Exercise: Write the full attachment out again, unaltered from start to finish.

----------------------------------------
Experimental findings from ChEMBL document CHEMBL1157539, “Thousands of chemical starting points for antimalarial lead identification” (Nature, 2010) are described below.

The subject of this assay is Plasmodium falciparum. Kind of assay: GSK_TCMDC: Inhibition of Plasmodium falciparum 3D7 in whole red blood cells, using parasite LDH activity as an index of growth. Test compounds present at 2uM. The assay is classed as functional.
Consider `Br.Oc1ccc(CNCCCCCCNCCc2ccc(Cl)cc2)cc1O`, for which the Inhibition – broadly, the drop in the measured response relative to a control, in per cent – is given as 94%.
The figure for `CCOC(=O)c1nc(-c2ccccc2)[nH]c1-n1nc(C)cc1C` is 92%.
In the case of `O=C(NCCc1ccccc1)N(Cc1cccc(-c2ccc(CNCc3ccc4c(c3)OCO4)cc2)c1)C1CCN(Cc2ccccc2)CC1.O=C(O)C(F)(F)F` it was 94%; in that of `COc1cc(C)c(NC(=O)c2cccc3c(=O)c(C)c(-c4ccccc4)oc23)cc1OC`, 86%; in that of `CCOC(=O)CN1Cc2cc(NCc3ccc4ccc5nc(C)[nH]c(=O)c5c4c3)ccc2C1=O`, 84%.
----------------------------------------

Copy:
Experimental findings from ChEMBL document CHEMBL1157539, “Thousands of chemical starting points for antimalarial lead identification” (Nature, 2010) are described below.

The subject of this assay is Plasmodium falciparum. Kind of assay: GSK_TCMDC: Inhibition of Plasmodium falciparum 3D7 in whole red blood cells, using parasite LDH activity as an index of growth. Test compounds present at 2uM. The assay is classed as functional.
Consider `Br.Oc1ccc(CNCCCCCCNCCc2ccc(Cl)cc2)cc1O`, for which the Inhibition – broadly, the drop in the measured response relative to a control, in per cent – is given as 94%.
The figure for `CCOC(=O)c1nc(-c2ccccc2)[nH]c1-n1nc(C)cc1C` is 92%.
In the case of `O=C(NCCc1ccccc1)N(Cc1cccc(-c2ccc(CNCc3ccc4c(c3)OCO4)cc2)c1)C1CCN(Cc2ccccc2)CC1.O=C(O)C(F)(F)F` it was 94%; in that of `COc1cc(C)c(NC(=O)c2cccc3c(=O)c(C)c(-c4ccccc4)oc23)cc1OC`, 86%; in that of `CCOC(=O)CN1Cc2cc(NCc3ccc4ccc5nc(C)[nH]c(=O)c5c4c3)ccc2C1=O`, 84%.